So what exactly do we mean when we say 'curator'? This is a question that I am deeply interested in as I work as an independent curator. The term can be confusing: in French for example it is split into two terms 'commissaire d'exposition' and 'conservateur' which cover different aspects of what a curator does (or at least used to do). These days the term 'curate' is often used for any process that requires somebody to make a selection from a large group of some form. In my view, that falls well short of what curating should be. The major transformation is that curating is something which is now done far more in the business sphere than in the artistic one. By appropriating the term, brands and retailers are hoping that its high-mindedness will wash off on them. In a 2.0 world, it makes sense that people need to be told that someone has gone to the trouble of whittling down this infinite choice to a manageable handful of only the best items. But is this really the same thing as what a curator does in a museum?

I think the crucial difference is that curating should really imply more than a process of selection. Ideally it should not only be based on in-depth research into a particular area, but it should also attempt to contribute new ideas that shed light on some unseen aspect or that allow us to see things in a new context. When I think of the best curated photography shows over the past decade, they were all based on several years of painstaking research and all attempted to say something new about their subject. Curators also have a crucial role to play in terms of collaboration with artists. Just as there is some concern about self-publishing because it generally implies that there is no outside editorial input, exhibitions curated by the artists themselves tend to be messy affairs.

What is ironic with the current rise of the 'curator', is that museum curating seems to be going through a particularly difficult time. Budgets are being slashed left, right and centre, shows are being extended from 2-3 months to 4 or 5, and many museums are resorting to blockbuster shows to get the maximum number of people through the door. Despite the criticism that has been directed at them of late, I hate to think of what the museum world would look like without them.

Update: This post seems to have led to some kind of Facebook discussion (courtesy of Andy at Flak Photo), so check that out for some more opinions on the subject.

Some more fuel on the photo-book fire


The debate about the future of photo-books is not exactly new, but it's not dying down either. I'm not sure where this particular strand of the debate started, but in recent days Jörg posted a few provocative thoughts over at Conscientious, which are feeding into a "crowd-sourced" blog post that has been set up by Andy from Flak Photo and Miki from liveBooks. So here are my two cents...

Firstly, there is the question of technology. This debate should be placed into the larger context of the debate on the future of books, period. This has been stirring up the publishing world for some time now and there are enough questions in that sphere to fill a book (pun intended), let alone this post, so I won't delve too deeply here (for some interesting insights check out this Monocle podcast that was done following this year's Frankfurt book fair). From what I have gathered, the general sense is that the e-book revolution is primarily going to affect non-illustrated books. Firstly there is the question of size: looking at a photobook, or most illustrated books for that matter, requires a certain scale. I can't imagine many people stuffing a photo-book sized Kindle in their pocket before they walk out the door. In addition there is a stronger affective and emotional relationship with illustrated books than with paperbacks: people relate to the book as object and not just simply to its content.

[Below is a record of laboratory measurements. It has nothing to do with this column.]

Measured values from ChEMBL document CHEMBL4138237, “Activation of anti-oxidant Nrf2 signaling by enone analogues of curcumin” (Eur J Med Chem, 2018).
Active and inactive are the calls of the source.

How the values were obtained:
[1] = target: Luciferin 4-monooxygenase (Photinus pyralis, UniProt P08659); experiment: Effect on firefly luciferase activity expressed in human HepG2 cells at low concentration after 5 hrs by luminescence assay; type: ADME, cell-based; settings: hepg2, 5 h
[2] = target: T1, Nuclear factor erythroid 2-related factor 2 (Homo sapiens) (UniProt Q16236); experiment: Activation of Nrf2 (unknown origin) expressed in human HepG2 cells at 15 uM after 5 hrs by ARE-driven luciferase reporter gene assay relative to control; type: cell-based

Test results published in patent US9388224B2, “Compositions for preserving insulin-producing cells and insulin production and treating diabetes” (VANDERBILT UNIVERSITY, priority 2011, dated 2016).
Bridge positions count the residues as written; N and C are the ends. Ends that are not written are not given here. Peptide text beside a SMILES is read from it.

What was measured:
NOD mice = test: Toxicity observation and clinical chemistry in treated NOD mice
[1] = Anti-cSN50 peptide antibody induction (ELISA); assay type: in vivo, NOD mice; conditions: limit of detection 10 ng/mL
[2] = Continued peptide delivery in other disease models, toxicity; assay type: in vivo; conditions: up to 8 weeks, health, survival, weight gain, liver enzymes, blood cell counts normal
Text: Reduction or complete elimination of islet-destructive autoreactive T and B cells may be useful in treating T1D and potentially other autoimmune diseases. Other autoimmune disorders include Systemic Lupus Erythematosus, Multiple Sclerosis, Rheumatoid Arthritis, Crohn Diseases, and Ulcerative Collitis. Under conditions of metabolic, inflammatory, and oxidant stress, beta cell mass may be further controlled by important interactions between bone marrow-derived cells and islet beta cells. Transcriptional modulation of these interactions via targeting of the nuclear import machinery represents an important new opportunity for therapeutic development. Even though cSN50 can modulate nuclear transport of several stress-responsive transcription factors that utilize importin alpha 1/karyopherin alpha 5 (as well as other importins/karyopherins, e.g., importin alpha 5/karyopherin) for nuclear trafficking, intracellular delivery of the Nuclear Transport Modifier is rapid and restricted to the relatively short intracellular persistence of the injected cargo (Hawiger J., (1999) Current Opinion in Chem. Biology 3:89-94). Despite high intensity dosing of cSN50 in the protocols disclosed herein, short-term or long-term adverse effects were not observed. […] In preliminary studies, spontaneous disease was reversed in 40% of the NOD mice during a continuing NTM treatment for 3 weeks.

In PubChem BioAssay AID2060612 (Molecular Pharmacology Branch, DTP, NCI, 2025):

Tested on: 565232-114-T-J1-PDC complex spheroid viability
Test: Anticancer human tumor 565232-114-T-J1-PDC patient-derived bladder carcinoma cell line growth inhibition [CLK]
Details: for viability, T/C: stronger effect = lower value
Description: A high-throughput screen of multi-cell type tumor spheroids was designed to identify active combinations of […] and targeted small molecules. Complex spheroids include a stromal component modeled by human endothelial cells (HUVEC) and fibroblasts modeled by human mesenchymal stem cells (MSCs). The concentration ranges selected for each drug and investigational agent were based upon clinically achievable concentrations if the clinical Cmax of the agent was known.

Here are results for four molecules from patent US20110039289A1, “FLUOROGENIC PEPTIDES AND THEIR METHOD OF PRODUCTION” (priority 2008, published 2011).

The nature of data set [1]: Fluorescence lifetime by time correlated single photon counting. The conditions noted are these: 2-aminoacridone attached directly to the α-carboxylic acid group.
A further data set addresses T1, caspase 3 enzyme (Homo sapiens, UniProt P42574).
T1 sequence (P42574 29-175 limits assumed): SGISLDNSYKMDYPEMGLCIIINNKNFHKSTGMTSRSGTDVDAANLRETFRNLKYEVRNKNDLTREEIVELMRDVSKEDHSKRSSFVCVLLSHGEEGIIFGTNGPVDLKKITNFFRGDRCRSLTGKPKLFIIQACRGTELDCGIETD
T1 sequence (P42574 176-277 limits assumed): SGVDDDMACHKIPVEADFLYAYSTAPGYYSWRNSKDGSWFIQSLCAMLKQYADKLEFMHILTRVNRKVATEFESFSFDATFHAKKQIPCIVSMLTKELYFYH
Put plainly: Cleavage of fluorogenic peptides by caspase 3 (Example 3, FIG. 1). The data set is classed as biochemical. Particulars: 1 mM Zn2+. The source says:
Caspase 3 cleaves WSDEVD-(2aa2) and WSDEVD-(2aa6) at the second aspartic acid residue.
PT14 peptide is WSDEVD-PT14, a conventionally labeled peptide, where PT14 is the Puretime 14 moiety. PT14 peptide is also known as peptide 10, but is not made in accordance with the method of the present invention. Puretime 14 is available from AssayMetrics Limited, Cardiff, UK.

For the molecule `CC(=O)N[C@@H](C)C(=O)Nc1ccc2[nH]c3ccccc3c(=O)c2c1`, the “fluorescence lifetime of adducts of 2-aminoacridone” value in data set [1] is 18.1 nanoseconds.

Spread from Purpose No. 9, At Work

Another interesting indicator of the resilience of the book form is the amount of websites that try to replicate a printed publication format online. One example, Purpose, a pretty good online photo-mag based in France, is made to resemble a print magazine as much as possible, down to an optional fold in the center of the the online mag to give it more of a print feel. I think that once the possibilities of the web are explored further on their own terms and less in terms of what we are used to in print, there will be a greater recognition of how web and print do different things well and therefore of how complementary they can be.

The second aspect of this technological issue is the advent of relatively low-cost digital printing combined with the emergence of web 2.0 and print-on-demand sites such as Blurb that make it possible for pretty much anyone to print their own photobook (just as digital cameras made it possible for pretty much anyone to call themselves a photographer). In an already very niche market where print runs tend to sit between 1,000 to 2,000 copies for most photo-books, does it make sense to have specialised photobook publishers like Aperture, Hatje Cantz or Nazraeli or should people just do-it-themselves and then distribute thanks to the joys of the internet?

RJ Shaughnessy, Your Golden Opportunity Is Comeing Very Soon